Small layouts have to meet the needs, and desires, of their owners. Often that is not easy as we want it all, but in a small space. In this post, we’ll look at how you can work with the track layout from the elevator at Montpellier, OH (see this post) to fit in a smaller space, even if you don’t want to model an elevator.
There is so much that you can do with a good track layout!
So before I begin, I wanted to make this clear:
- If you want to model the Eden Co-Op, in an as-is, where-is format, if in a somewhat smaller version, knock yourself out. I’ll go through that in the section below.
- However, should you want to use the track plan and model something else, then I have a few ideas about that for you too.
Now, feel free to read on.
After clicking the image above, which I hope you’ll find interesting, you’ll note that the track arrangement is basically a double-ended Inglenook (I call it a Supernook) providing:
- a run-around option for the locomotive,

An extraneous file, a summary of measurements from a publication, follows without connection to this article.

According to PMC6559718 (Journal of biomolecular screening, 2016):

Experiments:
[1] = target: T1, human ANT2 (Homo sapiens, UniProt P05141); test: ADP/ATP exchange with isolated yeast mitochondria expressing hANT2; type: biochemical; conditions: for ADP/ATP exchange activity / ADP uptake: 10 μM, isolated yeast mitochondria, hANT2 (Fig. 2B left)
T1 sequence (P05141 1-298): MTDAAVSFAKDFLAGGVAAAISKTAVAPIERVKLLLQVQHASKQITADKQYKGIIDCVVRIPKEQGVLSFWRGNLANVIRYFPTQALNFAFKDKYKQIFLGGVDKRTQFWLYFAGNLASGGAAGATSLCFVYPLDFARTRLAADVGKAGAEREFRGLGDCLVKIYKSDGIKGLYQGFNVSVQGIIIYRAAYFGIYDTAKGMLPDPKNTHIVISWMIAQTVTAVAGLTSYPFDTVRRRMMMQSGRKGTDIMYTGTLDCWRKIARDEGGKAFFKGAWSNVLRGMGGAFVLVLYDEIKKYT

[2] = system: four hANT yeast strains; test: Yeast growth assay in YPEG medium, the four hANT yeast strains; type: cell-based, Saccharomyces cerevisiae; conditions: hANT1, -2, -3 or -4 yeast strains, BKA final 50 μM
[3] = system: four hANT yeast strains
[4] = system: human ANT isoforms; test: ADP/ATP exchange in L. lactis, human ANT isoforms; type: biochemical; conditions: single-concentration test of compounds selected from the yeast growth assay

- off-spot locations for cars not being spotted under the over-track auger(s), and
- somewhere to go off the layout at the end of the session.
And that neighbours, is everything we need to make an operating layout (see my Ops 101 series starting here for more).
According to our friend Google, the branch line is just under a kilometre at 941 metres (or 3084 feet) from the toe of the switch on the left of the branch to the road on the right. To model it all you’d need 35 feet and four inches, give or take. We’re into small layouts so we’re not going to do that.
The elevator receives empty blocks of cars inbound, shipping loaded blocks of cars out. The elevator has its own switcher (an SW-1200 of 1955 vintage) to do all the in-plant moves. From the video I pointed to in the previous post, I’m guessing that there might be multiple types of grain available for loading within the block, and this is why the centre track is used to store cars before they are loaded. You’ll note in the video that the switcher is pulling trucks from the centre track.
Assuming that there are no cars waiting to be loaded, the general operation goes something like this:
- Class 1 railroad switches a block of empty cars for loading by the elevator (pushing cars in from the yard – left of the above image). They place these cars onto the branch line (top of the picture)
- The plant switcher fires up, after being shore powered (it looks like they have a mains plug to float the battery voltage at the right-most building) overnight